I was fortunate enough to get a peek into Barto's culinary kingdom over the weekend, while taking in the breathtaking space, the photos of which are on the following pages.
But before you peruse the gallery, here are the details: Central opens Wednesday night for dinner, and for the next month, the hours are Wednesday through Friday, dinner only. Happy hour runs Wednesday through Sunday from 4:30 to 6 p.m. with 40 percent off all bottles of wine, $5 keg wines by the glass, $3 draft beers and $5 specialty cocktails. Barto says that he'll introduce Sunday brunch and dinner on Tuesday by the end of August, followed by the addition of brunch on Saturday and lunch Monday through Friday within six months. For more info, call 303-477-4582.
And now, an exclusive first look.
The cocktail menu, says barman Kevin Galaba, is a "savory homage to traditional and modern cocktails, with a tip of the hat to traditional bartending methods." This cocktail -- the tarragon cooler -- is concocted with Dancing Pines rum, fresh-squeezed cucumber juice, simple syrup and fresh tarragon. "It's our version of the mojito, but more savory and herbaceous," notes Galaba. My take? A perfect patio pounder.
The kitchen with all the tools of the trade.
The bar, which emphasizes a strong bourbon list and other American spirits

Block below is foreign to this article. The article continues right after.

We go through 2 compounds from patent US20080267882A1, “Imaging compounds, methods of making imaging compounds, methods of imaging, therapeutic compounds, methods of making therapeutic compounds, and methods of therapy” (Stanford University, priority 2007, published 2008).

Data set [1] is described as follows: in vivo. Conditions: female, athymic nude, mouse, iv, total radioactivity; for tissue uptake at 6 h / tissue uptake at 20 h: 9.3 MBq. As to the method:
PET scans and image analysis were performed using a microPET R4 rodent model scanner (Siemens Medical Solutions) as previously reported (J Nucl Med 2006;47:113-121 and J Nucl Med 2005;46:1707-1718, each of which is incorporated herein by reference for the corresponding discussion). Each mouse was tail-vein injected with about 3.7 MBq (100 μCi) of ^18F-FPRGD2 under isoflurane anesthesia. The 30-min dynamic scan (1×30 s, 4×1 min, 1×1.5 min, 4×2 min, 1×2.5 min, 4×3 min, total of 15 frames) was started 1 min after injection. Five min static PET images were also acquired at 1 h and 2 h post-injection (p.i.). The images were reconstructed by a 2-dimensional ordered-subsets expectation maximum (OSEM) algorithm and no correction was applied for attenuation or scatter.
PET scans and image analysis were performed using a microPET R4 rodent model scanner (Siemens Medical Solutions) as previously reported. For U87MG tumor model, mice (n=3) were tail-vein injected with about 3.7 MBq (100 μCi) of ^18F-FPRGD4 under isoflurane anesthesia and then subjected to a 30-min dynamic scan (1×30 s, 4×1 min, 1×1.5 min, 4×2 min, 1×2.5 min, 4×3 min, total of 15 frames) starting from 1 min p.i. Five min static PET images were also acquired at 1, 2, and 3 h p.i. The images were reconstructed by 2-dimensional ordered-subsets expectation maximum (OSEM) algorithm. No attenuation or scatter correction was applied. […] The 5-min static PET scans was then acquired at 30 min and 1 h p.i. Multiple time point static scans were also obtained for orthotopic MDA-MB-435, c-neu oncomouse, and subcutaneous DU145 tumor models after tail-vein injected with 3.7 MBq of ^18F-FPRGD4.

Roasted chicken breast with heirloom grains, including barley, black barley, black quinoa, farrow, wild rice and sunflower seeds -- or "chicken feed" -- and a scotch egg with a yolky center.
Executive chef Lance Barto.
Seared scallops with corn puree, a roasted corn, pickled onion, tomato, celery, chive and micro-basil salad and a paprika gastrique.
The fantastic macaroni and cheese with Dungeness crab and roasted peppers and an arugula and pickled onion salad.
Custom-made '50s-style banquettes that line the length of one wall.
A highlight: Central's raw vegetable salad -- fifteen varieties to be exact -- including pickled wax beans, heirloom cherry tomatoes, compressed cucumber, cucumber caviar, blanched green beans, shaved fennel, radishes, pickled carrots and a swipe of basil puree.
The smoky boy cocktail, made with tequila, fresh citrus juices and guajillo chile paste.
The intimate, sleek lounge at Central.
Corn, Wisconsin cheese curd and house-cured bacon risotto.
Aviation cocktail: Leopold's gin, Luxardo Maraschino cherries and Crème Yvette, a parma violet petal liqueur that first appeared in Connecticut in 1890 and was re-introduced to the United States in 2009 after it discontinued production in 1969.
The decadent peanut butter and chocolate bar layered with peanut butter mousse and plated with house-churned toffee ice cream and cream cheese and marshmallow fluff.
The dining room.
The bar ceiling exposes the Central stamp, a knife and wine bottle.
The back bar boasts 22 bourbons -- with more on the way.
Central's menu, which will change with the seasons.
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The restaurant is full of whimsical elements, including one wall devoted to a cow.